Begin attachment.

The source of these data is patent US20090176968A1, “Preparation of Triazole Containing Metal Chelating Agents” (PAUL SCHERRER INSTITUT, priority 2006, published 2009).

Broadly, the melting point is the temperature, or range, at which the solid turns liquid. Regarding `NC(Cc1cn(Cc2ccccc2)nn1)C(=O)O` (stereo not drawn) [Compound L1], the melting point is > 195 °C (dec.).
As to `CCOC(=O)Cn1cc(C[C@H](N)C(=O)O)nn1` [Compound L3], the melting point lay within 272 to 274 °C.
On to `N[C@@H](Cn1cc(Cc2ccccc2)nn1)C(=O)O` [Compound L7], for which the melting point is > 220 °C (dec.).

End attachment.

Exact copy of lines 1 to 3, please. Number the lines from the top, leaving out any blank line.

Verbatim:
The source of these data is patent US20090176968A1, “Preparation of Triazole Containing Metal Chelating Agents” (PAUL SCHERRER INSTITUT, priority 2006, published 2009).

Broadly, the melting point is the temperature, or range, at which the solid turns liquid. Regarding `NC(Cc1cn(Cc2ccccc2)nn1)C(=O)O` (stereo not drawn) [Compound L1], the melting point is > 195 °C (dec.).
As to `CCOC(=O)Cn1cc(C[C@H](N)C(=O)O)nn1` [Compound L3], the melting point lay within 272 to 274 °C.